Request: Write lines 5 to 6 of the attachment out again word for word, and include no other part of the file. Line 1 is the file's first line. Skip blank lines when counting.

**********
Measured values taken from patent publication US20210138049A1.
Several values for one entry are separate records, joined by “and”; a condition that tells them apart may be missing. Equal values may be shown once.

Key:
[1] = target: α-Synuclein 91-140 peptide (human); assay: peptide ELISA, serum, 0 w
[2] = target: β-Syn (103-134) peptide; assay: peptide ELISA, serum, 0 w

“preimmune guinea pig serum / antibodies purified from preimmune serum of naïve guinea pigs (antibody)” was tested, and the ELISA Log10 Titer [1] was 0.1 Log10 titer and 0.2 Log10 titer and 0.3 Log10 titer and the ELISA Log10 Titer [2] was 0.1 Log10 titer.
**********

[2] = target: β-Syn (103-134) peptide; assay: peptide ELISA, serum, 0 w

“preimmune guinea pig serum / antibodies purified from preimmune serum of naïve guinea pigs (antibody)” was tested, and the ELISA Log10 Titer [1] was 0.1 Log10 titer and 0.2 Log10 titer and 0.3 Log10 titer and the ELISA Log10 Titer [2] was 0.1 Log10 titer.